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H9568 Manufacturer's plate, 'R. Dawson, Iron Founder, Sydney, 1845', cast lead, Richard Dawson, Australian Foundry, Lower George Street, Sydney, New South Wales, Australia, 1845. Click to enlarge.

Plaque for Richard Dawson's Sydney foundry

Ironworking was an important skill in the early colony, because iron was a major structural component of vehicles, tools and machines. Blacksmith's equipment sent to Sydney with the First Fleet in 1788 was used to repair essential tools and make simple iron goods. Making larger iron articles required the skills of an iron founder and equipment such as cupola furnaces and cranes. In 1833 Richard Dawson established Sydney's second major foundry in partnership with Henry Castle, whose interest in …


Object No.


Object Statement

Manufacturer's plate, 'R. Dawson, Iron Founder, Sydney, 1845', cast lead, Richard Dawson, Australian Foundry, Lower George Street, Sydney, New South Wales, Australia, 1845

Physical Description

Oval plaque cast in lead and bearing the cast text: R. DAWSON IRON FOUNDER / SYDNEY / 1845.



280 mm


170 mm


260 mm



The plaque was made in 1845 at Richard Dawson's foundry, which occupied a rented site between George Street and Sydney Cove. It was made of lead because this metal melts at a low temperature (and so is cheaper to cast than other metals), resists corrosion, and was cheaper to purchase than brass, another metal widely used to make plaques. Imported pig lead, or local scrap lead, would have been melted in one of Dawson's furnaces and poured into a mould, where it solidified to create the plaque.

As shown in a photograph sent to the Museum by Professor Harry Irwin, lettering very similar in font and layout to that on the plaque is cast into a large boiling-down pot now at Gundagai Historical Museum, along with the date 1844. This suggests that the foundry had a pattern that included the words 'R Dawson Iron Founder Sydney' and the number 18, and that numbers were added to complete the year before the pattern was used to make a mould.
Richard Dawson arrived in the colony in 1833 and established an iron foundry in partnership with Henry Castle. Castle left the partnership, and the colony in 1836, and Dawson continued as sole owner. In 1842 he briefly became insolvent, and in 1845 he still occupied the same premises.



Dawson's foundry was located on Lower George Street, near Sydney Cove, where ships delivered pig iron, coal and other materials and goods to the foundry. The foundry continued in operation after Dawson's death in 1865, but closed in 1872. G E Crane and Sons Ltd then occupied the site for many years.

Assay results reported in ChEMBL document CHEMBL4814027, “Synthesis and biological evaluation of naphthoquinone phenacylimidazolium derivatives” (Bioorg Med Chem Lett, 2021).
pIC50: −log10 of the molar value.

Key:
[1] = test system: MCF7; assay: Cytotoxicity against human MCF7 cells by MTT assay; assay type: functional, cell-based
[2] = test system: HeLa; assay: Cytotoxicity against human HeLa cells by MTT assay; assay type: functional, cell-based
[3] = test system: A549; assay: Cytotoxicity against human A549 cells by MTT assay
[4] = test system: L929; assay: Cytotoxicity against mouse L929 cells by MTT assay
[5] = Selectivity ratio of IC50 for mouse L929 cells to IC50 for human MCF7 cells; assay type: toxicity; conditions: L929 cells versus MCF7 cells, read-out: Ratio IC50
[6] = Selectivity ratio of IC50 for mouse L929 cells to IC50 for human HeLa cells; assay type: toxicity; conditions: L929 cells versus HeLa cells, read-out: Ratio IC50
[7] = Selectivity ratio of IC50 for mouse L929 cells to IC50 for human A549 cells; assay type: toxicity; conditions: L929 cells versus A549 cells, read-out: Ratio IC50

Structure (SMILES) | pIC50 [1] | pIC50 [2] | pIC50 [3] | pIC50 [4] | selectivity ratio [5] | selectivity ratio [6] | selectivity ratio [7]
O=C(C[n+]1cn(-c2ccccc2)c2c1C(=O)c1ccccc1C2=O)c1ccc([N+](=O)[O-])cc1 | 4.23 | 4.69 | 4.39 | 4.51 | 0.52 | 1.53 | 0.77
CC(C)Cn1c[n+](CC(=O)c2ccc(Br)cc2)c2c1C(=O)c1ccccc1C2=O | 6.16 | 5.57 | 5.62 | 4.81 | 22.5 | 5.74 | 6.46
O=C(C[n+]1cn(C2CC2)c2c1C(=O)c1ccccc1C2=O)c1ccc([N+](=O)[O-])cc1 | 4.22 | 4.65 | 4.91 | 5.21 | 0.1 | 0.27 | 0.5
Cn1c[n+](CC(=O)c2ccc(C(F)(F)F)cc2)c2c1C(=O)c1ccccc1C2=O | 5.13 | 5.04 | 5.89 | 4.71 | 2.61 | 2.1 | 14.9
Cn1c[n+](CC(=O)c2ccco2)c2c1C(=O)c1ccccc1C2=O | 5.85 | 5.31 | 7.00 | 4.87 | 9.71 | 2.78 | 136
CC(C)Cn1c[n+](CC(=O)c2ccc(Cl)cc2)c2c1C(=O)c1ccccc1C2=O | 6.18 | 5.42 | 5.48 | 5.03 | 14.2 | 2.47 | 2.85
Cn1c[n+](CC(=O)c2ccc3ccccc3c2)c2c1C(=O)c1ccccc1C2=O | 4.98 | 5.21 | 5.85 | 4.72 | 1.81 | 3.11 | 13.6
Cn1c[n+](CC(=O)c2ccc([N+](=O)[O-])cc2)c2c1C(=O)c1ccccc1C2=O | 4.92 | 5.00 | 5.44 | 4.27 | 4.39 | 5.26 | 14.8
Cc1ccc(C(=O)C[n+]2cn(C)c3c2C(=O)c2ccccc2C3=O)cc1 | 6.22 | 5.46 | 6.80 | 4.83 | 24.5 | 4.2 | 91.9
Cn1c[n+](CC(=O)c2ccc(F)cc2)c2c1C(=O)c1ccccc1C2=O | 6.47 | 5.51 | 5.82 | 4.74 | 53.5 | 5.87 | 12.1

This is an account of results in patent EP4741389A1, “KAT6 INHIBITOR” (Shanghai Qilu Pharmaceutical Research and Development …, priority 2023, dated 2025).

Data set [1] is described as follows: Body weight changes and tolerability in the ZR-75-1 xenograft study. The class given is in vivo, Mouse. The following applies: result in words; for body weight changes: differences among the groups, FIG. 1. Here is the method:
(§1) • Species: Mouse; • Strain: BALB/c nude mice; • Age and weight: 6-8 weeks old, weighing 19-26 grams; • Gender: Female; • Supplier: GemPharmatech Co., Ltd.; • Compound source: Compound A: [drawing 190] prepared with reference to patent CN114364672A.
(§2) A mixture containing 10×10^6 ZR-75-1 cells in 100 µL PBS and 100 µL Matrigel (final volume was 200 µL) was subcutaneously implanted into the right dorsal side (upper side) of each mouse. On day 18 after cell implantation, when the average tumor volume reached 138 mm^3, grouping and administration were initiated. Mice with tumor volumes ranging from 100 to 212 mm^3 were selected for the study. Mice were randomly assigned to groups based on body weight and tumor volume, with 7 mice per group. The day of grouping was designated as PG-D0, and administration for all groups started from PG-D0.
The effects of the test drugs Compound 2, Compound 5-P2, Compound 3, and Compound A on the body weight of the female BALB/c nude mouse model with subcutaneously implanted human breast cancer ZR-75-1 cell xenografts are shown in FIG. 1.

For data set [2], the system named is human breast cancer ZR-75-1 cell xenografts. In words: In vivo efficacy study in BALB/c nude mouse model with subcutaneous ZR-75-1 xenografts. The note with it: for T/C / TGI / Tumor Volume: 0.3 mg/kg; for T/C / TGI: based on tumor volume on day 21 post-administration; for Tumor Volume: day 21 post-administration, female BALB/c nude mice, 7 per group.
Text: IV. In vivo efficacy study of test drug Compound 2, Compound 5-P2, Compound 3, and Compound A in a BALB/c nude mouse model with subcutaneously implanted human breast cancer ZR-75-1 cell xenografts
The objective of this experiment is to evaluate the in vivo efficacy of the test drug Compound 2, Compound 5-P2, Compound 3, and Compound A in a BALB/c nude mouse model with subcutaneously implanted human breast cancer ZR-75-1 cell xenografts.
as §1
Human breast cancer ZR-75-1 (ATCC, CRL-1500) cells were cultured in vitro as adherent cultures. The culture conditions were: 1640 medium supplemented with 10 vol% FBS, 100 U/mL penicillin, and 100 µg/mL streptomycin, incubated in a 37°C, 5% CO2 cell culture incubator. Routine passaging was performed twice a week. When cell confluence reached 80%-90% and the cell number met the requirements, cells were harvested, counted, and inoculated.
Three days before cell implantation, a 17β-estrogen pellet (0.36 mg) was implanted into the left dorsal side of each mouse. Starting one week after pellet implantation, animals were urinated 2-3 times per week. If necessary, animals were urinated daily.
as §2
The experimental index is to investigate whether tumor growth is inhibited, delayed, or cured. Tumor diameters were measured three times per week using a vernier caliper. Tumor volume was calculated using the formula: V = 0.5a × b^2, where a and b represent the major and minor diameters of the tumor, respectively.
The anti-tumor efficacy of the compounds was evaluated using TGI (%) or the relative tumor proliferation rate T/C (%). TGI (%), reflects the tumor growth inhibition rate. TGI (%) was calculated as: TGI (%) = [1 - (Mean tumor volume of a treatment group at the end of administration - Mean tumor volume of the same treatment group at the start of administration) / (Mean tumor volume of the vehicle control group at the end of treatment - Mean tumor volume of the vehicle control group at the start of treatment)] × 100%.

Joseph Fowles describes the foundry in 'Sydney in 1948':
"As one of the most prominent and interesting features of this locality, we must direct attention to Mr. Dawson's Foundry, which is generally considered to be the first in the Colony. It was established in 1833, by the gentleman whose spirited industry and enterprise it is now amply rewarding. As an instance of what can be done in this Colony, it may be mentioned that iron work, of more than four tons weight, has been cast here with success. Mr. Dawson has also, for multifarious uses, an excellent high pressure steam engine, of eight horse power, which has been in constant use for the last eleven years. It was made on the premises, and, it is scarcely necessary to add, is a finished piece of mechanism. "

The plaque's historical value was recognised at some stage, perhaps when the building was demolished, and it passed into the hands of the Royal Australian Historical Society. This society donated it to the Museum of Applied Arts and Sciences in 1981 as part an eclectic collection of objects, and the plaque was placed on display in the 'Steam Revolution' exhibition at the Powerhouse Museum in 1988.


Credit Line

Gift of Royal Australian Historical Society, 1981

Acquisition Date

22 June 1981

Cite this Object


Plaque for Richard Dawson's Sydney foundry 2021, Museum of Applied Arts & Sciences, accessed 7 February 2023, <>


{{cite web |url= |title=Plaque for Richard Dawson's Sydney foundry |author=Museum of Applied Arts & Sciences |access-date=7 February 2023 |publisher=Museum of Applied Arts & Sciences, Australia}}